Instead of Valentine’s Day, Why Not Celebrate The Pagan Holiday That It’s A Cover For?

A couple of years ago, I got invited to a “single ladies outing” on Valentine’s Day, which sounded good until said single ladies informed me that we’d all be getting together for an evening viewing of the romantic moving picture “Dear John.”

I declined.

There is no worse way to spend Valentine’s Day than crying over a second-rate version of “The Notebook” alongside other single women in a theatre full of couples. Valentine’s Day isn’t fun for single people, but there’s no need to make it worse by doing things like this.

I asked three single men what they do on Valentine’s Day if they don’t have a date, and they said they either go out to prey on lonely women at bars, or play with their Xboxes. Seems reasonable.

Some people base their stance on Valentine’s Day on their relationship status. I do not. I’ve come to enjoy the day for its chocolate offerings, and as a chance to throw shade on those canoodlers who put their love on display on park benches and at busy coffee shops; mostly though, while I am fond of love and romance, I dislike February 14th.

My disdain for Valentine’s Day started in the Second Grade, when, being the new girl at school and not privy to the ways of the Valentine’s Day card game, I arrived to class on February 14th with Mickey and Minnie “Be Mine” cards for everyone. We had all made little red paper heart cardholders and taped them to our desks the day before. As I went around delivering my cards, a pretty blonde girl named Lindsey I desperately wanted to look like and be friends with said, “You brought a card for everyone?” I found the envelope with Lindsey written on it and handed it to her. “Yes, here you go!” I said. She laughed and turned to her cool friends, proclaiming: “Carla loves Nathan!” Nathan was the dirty-faced booger eater who made honking noises during prayer time that I had just delivered a card to.

The world turned very dark the day I learned about the Valentine’s Day card hierarchy. These little monsters only gave cards to certain people, and they selected different cards based on whether the recipient was a friend, acquaintance, or crush. At the end of the day, everyone counted their cards, and the kids with the most were the Valentine’s Day winners. The kids who received the least cards either cried, pretended not to care, or did as I did and drew pink hearts being pierced by blood dripping daggers.

I got four cards that day. One was from my teacher, one from my friend Mary, one from Soon, who was also new to the school, and my last card was from Nathan, the booger face. He had made it for me out of black construction paper, glue, and white out after I gave him mine, and now we were officially “dating,” which meant he pulled my hair a lot and pushed me off the tall slide on the playground at recess.

Image

I’m my own Valentine, ok?

In the years that followed, the teachers adopted a rule that you either brought a card everyone in your class, or no one at all. I’d like to think that I helped instigate this change, but I did not. Valentine’s Day sucked for most of us. Imagine if your entire office had to bring everyone a Valentine’s Day card? It would be a brilliant reenactment of elementary school politics complete with the dude who totally forgot to buy cards and scrambles to make his out of used computer paper and highlighters.

I did some V-Day reconnaissance, because despite what you may have heard, Saint Valentine is not exactly a sweet, rosy-cheeked cherub with magical arrows.

Depending on who you talk to, St. Valentine was either a Roman priest practicing in the Eternal City, or a bishop in Umbria. He either got in trouble for performing Christian marriages, or for healing people while serving Jesus. Either way, Valentine ended up in a Roman prison circa 270, which wasn’t the best place for a Christian to be at that time. Emperor Claudius II was said to have taken a liking to the charming Valentine, but Claudius’s affection for V waned when the smooth talking priest tried to push his Jesus agenda on the pagan Emperor. Love might conquer all, but had little effect on Claudius. Valentine was soon bludgeoned and beheaded.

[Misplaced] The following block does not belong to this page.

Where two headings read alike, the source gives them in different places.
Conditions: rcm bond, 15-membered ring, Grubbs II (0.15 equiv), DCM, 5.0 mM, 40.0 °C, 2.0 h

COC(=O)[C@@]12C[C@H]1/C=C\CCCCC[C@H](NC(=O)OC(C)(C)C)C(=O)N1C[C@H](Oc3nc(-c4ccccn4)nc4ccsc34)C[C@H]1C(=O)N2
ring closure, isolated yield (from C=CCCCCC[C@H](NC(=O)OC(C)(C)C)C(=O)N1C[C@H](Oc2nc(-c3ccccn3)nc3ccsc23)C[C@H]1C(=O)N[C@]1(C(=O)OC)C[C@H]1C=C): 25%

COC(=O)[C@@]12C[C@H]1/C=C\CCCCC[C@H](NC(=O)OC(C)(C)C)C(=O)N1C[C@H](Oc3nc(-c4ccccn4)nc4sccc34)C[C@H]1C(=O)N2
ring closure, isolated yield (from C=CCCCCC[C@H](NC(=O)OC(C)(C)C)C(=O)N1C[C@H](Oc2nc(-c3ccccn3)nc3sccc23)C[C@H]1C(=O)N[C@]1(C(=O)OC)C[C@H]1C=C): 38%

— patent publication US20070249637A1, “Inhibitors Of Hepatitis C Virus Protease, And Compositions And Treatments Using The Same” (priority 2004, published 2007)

The patron saint of love has an exceedingly vague history, stacked with contractions. Seems about right.

So little is known about the details of St. Valentine’s life that it is widely rumored he was chosen by the Catholic Church for his relative anonymity to cast a Christian shadow over the Pagan holiday Lupercalia. Here’s were things get a bit more exciting, because wolves. This festival was celebrated from February 13th to the 15th each year as a way to ward off evil spirits and purify Rome. It also honored the she-wolf, who, according to Roman lore, suckled Romulus and Remus when they were wee abandoned babies. Romulus would go on to kill his brother and found Rome.

St. Valentine’s Day, celebrated on February 14th each year, under the guise of love and hearts and cherubs and romance, is actually the Catholic Church masking a much cooler holiday that featured feasting and used a wolf for a mascot. If you’re into folklore, or 80s animal t-shirts, or the film Moonstruck, a wolf says more much about passion and love than a curly-haired man in a diaper.

There’s a town in Italy’s Abruzzo region called San Valentino. You might think that San Valentino would be a town brimming with romance, a little love settlement in a country that lives for romance, but you would be wrong, because it’s basically the opposite of that. Every year, San Valentino hosts a parade called Festa dei Cornuti (the Festival of the Cuckolds), which honors, or mocks, men with adulterous wives by parading them through the streets.

As you know, despite this town, and St. Valentine’s sketchy past, Feb 14th has become a celebration of love.

Fine. Celebrate love on your made-up holiday.

BUT. Shouldn’t every day be a celebration of love? Not just romantic love, but love in general? You can’t just go around being cranky, stealing dogs, yelling at baristas, and kicking the backs of people’s chairs at movies, and then go buy your girl diamonds on Valentine’s Day like you’re Saint V’s gift to humanity.

I have nothing against the idea of celebrating love, and I like to think I do so in the way I live my life, day-to-day, so there’s no need for egregious gestures to make up for a year’s worth of ass-faced behavior come February 14th.